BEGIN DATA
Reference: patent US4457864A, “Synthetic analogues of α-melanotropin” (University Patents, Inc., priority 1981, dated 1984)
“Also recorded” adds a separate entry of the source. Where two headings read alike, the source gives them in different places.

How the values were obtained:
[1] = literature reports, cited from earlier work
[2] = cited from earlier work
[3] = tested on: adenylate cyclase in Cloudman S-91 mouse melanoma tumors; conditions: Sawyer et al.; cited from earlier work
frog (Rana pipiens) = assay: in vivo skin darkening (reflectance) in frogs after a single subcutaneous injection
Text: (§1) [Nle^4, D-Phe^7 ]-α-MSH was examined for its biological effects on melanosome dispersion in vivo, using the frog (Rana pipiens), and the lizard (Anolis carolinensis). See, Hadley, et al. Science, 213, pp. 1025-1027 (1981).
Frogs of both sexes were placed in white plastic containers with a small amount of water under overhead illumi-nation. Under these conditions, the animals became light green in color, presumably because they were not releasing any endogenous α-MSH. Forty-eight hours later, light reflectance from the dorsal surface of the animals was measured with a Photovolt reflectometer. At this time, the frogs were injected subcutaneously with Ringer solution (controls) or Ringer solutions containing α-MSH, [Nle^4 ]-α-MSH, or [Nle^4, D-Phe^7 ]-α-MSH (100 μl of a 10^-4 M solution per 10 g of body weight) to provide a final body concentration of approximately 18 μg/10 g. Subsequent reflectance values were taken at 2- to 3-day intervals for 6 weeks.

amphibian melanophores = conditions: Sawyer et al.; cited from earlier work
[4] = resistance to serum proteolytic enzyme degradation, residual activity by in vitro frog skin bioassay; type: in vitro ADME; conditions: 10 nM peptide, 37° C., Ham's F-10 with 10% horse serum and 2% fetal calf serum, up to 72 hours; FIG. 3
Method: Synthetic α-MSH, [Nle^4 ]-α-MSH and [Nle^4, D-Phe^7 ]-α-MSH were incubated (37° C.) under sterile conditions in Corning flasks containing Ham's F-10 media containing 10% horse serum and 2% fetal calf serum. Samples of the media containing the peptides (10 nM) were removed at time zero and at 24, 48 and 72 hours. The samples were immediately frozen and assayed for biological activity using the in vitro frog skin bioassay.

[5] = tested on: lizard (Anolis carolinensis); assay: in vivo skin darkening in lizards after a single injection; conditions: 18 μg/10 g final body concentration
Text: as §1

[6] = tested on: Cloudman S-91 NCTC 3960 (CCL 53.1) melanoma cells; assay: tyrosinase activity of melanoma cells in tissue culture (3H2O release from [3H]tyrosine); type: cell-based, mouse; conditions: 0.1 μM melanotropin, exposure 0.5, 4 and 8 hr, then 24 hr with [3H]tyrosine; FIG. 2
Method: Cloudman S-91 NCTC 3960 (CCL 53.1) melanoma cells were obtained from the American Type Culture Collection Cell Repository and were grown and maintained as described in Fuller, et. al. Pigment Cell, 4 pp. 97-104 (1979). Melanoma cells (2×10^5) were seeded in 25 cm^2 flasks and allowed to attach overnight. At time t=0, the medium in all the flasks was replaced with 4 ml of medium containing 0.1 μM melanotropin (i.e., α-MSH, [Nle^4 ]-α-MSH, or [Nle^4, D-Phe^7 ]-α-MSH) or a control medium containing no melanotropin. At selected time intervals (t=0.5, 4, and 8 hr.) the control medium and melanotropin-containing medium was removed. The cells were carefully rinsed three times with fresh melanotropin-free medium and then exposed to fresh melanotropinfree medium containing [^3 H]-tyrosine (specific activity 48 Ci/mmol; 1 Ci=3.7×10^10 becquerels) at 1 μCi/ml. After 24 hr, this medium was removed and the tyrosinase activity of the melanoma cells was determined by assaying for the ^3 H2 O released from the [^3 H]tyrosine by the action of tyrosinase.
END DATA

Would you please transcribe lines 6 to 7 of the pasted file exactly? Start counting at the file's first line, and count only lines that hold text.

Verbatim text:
[3] = tested on: adenylate cyclase in Cloudman S-91 mouse melanoma tumors; conditions: Sawyer et al.; cited from earlier work
frog (Rana pipiens) = assay: in vivo skin darkening (reflectance) in frogs after a single subcutaneous injection